The water cycle carries heat [heat of vaporization], from the earth’s surface to upper level of the atmosphere,
    where it gives up heat [heat of condensation].
    I maintain that like the boiling water, [where the temp stays the same], that, on the surface of the earth when the water is evaporating
    The temp stays the same. The water vapor is carrying the extra heat but the temperature is not up.
    The water vapor picks up the heat upon vaporization; expands and rises. It does not hang around and heat up the atmosphere at ground level.
    IMO.

    • Dave G says:

      In general yes, but that has nothing to do with the GHE. As Tony says all these other things are very important to. We do not understand all the factors that affect the vaporization and condensation processes. There are many days with high humidity and few clouds… no rain… very warm and humid nights in tropics.

    • A “real greenhouse” is no more a “closed system” than is the rest of the atmosphere. A greenhouse loses exactly the same amount of heat as it absorbs. minus the heat which is incorporated in the plants grown inside.

      • bleakhouses says:

        I think this is the crux of the problem; the understanding of what a “greenhouse” is. Most people think of it as a closed system. The misunderstanding then of the Greenhouse Effect by the general public has been a valuable rhetorical tool in the propagandists’ tool box.

        • R. Shearer says:

          Yeah, any suggestions for a better, more accurate term?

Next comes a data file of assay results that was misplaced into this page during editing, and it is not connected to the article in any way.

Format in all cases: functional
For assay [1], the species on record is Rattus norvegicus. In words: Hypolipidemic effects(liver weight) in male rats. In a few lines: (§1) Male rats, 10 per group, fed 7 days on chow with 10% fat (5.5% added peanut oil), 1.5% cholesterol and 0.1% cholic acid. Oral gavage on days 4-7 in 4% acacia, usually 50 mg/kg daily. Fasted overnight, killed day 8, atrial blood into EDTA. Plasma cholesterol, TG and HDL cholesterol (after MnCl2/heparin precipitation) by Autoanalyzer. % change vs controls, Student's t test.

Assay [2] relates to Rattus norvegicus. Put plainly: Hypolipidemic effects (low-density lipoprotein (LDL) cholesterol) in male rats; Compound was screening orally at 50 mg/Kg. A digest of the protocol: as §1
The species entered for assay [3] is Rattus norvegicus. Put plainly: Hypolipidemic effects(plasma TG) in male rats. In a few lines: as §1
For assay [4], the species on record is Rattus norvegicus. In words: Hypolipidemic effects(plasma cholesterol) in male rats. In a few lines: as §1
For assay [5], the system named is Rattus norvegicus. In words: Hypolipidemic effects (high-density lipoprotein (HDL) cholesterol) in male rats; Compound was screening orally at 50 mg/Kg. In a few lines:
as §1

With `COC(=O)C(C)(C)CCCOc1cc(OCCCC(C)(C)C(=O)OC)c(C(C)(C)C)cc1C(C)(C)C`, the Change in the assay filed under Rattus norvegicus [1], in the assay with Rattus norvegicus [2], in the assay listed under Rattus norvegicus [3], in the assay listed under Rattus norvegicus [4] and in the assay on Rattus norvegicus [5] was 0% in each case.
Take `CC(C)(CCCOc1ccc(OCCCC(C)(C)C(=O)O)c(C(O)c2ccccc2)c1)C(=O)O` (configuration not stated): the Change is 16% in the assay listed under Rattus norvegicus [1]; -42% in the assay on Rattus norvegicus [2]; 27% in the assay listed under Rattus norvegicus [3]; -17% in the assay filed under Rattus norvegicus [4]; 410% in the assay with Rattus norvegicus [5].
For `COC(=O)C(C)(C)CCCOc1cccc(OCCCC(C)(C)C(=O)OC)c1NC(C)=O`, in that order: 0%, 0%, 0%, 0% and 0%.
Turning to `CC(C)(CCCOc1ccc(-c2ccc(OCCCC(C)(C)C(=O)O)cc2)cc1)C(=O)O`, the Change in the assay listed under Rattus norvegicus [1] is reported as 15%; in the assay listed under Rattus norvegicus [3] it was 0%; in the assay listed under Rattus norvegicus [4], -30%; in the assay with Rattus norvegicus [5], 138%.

I hate it when people call carbon dioxide emissions, “carbon” emissions. That is completely anti-science. Science should be about making more precise and accurate descriptions and better predictions over time.

      • Andrew S says:

        Most commercial Greenhouses are not passive systems depending only on solar input but have an internal heat source such as steam radiators to extend the growing season. IMHO the comparison of the whole of Earth’s Atmosphere to a Greenhouse is a bogus one. Isn’t there a better, more accurate term to use than GHG’s?

        • higley7 says:

          The GHG definition is indeed not the same as for a real greenhouse. That’s the problem, as the two concepts are easily confused. GHGs are supposed to absorb IR and re-emit it, some downward, and heat the surface. As the energy levels of the surface are always full for that IR radiation, the surface always being warmer, the IR radiation is reflected back upwards.

          CO2 can only absorb IR in very narrow ranges of wavelength and, also, half of these overlap with those of water vapor. Thus, most of the IR radiation from the surface passes right out to space. The ability of CO2 to have the magnitude of the effect they claim is greatly overblown, IMHO. That is not to say it does nothing, but it is likely undetectable in size and changes in its effect with small changes in CO2 concentration in the upper atmosphere are even smaller.

      • mkelly says:

        In thermodynamics, a closed system can exchange energy (as heat or work) but not matter, with its surroundings.

        By definition I would think physical greenhouse is in fact a closed system.

    • Curt says:

      Al: You say,”Planet Earth is an open system. A real greenhouse is a closed system.